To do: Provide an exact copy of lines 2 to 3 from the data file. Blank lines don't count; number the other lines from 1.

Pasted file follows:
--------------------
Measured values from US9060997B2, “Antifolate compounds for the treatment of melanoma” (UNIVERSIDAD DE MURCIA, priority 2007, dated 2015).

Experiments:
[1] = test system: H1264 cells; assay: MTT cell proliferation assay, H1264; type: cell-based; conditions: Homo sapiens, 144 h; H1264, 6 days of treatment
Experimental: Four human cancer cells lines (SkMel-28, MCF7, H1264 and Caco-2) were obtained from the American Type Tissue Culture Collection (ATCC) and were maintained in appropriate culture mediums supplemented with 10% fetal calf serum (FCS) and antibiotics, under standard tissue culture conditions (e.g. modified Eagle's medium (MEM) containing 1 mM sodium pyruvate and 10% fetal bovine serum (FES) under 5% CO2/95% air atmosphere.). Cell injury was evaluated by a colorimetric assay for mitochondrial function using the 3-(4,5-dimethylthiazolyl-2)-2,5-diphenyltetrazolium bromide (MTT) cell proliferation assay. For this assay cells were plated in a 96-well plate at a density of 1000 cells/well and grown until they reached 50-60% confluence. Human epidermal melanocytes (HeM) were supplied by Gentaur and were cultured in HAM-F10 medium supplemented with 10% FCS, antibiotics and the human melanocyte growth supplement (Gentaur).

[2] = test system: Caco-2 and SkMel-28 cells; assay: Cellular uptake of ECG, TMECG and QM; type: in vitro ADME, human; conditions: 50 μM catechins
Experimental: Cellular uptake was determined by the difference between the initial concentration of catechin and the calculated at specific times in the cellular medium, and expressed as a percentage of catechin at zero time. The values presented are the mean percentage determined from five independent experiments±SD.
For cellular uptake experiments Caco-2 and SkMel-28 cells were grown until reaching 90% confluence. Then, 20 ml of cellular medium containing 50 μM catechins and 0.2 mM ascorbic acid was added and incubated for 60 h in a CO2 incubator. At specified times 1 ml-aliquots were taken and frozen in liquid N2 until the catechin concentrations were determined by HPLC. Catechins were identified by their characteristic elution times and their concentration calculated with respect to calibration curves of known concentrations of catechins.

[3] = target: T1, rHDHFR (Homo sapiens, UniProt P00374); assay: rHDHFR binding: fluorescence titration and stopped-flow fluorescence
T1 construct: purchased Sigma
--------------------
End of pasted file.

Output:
Experiments:
[1] = test system: H1264 cells; assay: MTT cell proliferation assay, H1264; type: cell-based; conditions: Homo sapiens, 144 h; H1264, 6 days of treatment